Sechin Looks to Raise Oil Output

APPutin visiting a new oil export terminal at the Baltic Sea port of Primorsk on Wednesday, where he turned on the taps.
Prime Minister Vladimir Putin and his new energy policy director, Deputy Prime Minister Igor Sechin, went on the offensive Wednesday to battle claims that the country's oil production was in decline.

"You think oil production is declining?" Sechin said in an interview with Interfax, a first for the secretive former Kremlin insider who has been thrust into the spotlight with his Cabinet appointment this week.

"Let's wait until the end of the year. I'm sure there won't be a decline, but an increase instead," he said, declining to provide reasoning for the claim.

After growing by just 2 percent in 2007, the country's oil production has been sinking since the start of the year as oil firms face heavy taxes while trying to develop untapped fields in Russia's most difficult regions.

Putin offered some hope Wednesday, saying he would support extending tax breaks to regions beyond eastern Siberia, sending the RTS to a new record high of 2406.05. The index surpassed its previous high, hit on Dec. 12, when Putin endorsed Dmitry Medvedev to succeed him as president.

On a visit to the Baltic Sea port of Ust Luga, Putin said he supported introducing seven-year tax breaks for firms working on the continental shelf, in the Timan-Pechora Basin and the Gazprom-dominated Yamal Peninsula.

"It is necessary to introduce tax breaks for companies exploring and developing new deposits," Putin said, adding that he expected oil production to rise by 1.3 million barrels per day by 2015. That figure represents over 13 percent of the country's current oil production, which was nearly 9.9 million bpd last year.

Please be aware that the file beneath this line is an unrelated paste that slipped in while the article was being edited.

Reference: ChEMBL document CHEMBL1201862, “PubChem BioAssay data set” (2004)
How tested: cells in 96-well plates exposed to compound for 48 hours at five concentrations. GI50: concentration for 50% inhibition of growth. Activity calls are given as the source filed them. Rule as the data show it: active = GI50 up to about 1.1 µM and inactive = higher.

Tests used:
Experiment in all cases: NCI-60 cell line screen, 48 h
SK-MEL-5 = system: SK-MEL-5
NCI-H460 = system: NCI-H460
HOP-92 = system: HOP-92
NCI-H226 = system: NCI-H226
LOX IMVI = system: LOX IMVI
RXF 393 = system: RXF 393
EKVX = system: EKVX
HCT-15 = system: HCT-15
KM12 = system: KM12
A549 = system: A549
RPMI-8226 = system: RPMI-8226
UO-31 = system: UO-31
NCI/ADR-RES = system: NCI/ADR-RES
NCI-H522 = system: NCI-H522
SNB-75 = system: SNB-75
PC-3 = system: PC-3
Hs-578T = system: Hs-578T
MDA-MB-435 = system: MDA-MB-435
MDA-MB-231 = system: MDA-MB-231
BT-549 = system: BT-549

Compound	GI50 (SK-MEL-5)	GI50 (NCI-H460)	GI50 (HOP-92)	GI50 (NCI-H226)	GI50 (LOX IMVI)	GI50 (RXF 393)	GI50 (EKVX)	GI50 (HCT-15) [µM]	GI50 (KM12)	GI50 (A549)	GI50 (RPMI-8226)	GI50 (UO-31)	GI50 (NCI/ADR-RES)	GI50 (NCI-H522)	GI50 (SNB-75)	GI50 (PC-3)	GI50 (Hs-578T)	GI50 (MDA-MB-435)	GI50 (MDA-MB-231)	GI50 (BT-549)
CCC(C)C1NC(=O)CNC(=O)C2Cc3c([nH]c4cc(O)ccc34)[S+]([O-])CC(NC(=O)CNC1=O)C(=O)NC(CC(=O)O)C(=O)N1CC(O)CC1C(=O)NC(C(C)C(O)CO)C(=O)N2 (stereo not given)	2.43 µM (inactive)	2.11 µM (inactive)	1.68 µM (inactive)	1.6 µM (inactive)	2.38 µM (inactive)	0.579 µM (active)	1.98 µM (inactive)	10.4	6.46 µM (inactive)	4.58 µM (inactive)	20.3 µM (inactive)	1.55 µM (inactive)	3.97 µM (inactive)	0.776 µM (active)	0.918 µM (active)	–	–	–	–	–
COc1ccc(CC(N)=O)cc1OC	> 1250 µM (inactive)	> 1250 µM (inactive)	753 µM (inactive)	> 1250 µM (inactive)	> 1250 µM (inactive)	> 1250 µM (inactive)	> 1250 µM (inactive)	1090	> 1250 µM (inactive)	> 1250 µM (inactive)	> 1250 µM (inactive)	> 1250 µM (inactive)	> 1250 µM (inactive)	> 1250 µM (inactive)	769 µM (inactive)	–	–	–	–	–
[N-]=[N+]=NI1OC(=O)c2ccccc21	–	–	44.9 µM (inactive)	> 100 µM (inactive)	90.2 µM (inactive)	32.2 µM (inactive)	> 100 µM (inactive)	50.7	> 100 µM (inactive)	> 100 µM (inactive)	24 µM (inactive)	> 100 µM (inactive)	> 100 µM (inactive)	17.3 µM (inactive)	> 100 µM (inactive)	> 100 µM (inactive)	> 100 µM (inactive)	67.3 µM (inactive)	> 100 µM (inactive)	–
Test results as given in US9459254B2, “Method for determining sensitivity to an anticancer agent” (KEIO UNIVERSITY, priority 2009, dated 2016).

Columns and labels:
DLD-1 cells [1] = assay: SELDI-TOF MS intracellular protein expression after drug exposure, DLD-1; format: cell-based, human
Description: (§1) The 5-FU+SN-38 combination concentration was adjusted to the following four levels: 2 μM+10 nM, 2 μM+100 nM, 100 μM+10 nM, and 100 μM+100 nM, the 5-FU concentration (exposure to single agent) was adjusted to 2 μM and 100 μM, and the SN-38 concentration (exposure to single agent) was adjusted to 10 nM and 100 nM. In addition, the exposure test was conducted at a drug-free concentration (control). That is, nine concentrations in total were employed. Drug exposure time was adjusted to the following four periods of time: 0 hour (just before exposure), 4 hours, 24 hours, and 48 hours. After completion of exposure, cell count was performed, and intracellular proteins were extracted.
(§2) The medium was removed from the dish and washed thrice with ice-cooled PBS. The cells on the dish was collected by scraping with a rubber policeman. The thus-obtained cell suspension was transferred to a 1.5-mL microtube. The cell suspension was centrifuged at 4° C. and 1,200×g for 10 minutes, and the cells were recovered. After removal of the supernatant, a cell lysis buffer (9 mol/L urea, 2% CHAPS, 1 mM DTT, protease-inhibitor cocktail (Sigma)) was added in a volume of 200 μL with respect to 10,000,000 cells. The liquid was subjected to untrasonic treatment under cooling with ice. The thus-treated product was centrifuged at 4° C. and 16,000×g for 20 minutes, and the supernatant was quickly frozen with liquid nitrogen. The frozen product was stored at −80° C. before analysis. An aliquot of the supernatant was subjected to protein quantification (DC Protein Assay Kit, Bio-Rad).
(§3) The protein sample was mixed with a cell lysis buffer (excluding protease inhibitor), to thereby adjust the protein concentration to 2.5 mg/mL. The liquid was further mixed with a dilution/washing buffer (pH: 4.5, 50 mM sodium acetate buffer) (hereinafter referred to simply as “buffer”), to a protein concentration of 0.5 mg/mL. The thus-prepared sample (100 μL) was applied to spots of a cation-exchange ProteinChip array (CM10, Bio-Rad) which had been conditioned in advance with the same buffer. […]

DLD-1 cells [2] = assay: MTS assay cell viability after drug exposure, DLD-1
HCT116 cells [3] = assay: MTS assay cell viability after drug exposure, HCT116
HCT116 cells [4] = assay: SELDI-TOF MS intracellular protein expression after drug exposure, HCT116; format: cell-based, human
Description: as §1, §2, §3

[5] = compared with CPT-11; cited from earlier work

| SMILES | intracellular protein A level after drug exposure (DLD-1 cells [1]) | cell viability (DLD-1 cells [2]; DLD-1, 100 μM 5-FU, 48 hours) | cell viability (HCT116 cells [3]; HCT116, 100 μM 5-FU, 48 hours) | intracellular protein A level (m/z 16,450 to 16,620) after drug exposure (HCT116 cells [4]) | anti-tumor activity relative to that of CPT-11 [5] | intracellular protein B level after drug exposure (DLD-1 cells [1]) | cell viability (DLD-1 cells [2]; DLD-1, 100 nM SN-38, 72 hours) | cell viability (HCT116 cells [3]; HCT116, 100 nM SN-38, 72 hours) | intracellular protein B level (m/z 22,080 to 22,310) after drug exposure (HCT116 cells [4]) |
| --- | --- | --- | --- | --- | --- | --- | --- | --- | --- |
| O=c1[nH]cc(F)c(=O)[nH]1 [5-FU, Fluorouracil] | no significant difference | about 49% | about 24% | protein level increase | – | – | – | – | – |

Putin said he had arrived at the expected increase through forward-looking calculations submitted to oil-pipeline monopoly Transneft by the oil firms that use it.

Energy firms, particularly privately held LUKoil, have been warning that Russian oil production could remain stagnant or go into decline for decades to come.

Yet a significant share of Putin's public comments since being confirmed as prime minister last week have been devoted to the need to boost production. He reiterated his support Wednesday for a reduction in taxes on oil extraction, by raising the taxation bar from $9 to $15.

"All of this taken together gives us reason to expect that there will be no problems with filling this pipeline system," Putin said.

The country's state-controlled energy giants, Gazprom and Rosneft, have focused on acquisitions rather than greenfield development in recent years. Gazprom has regularly detailed plans to develop projects on the Yamal Peninsula, first tapped for its potential as a large energy source in the mid-1970s, but has failed to move forward.

The shakeup of those responsible for the energy portfolio in the new Cabinet was one of the more drastic reshuffles, and firms will need time to get to know the new characters, insiders said.

Medvedev stepped down as chairman of Gazprom's board on the day of his inauguration, and CEO Alexei Miller was temporarily appointed in his stead.

Inside the company, Viktor Zubkov, one of Putin's two first deputy prime ministers, is already being referred to as "our new chairman," a Gazprom source said. The firm, which rose to become the world's third-largest company by market capitalization upon Medvedev's inauguration, is due to elect a new chairman on June 27.

Rosneft, meanwhile, is chaired by Sechin, whose top deputy at the firm is Sergei Naryshkin, named chief of the presidential administration on Monday.

Rosneft spokesman Nikolai Manvelov said he expected no major changes when the board of directors convenes on June 5 to approve its new board.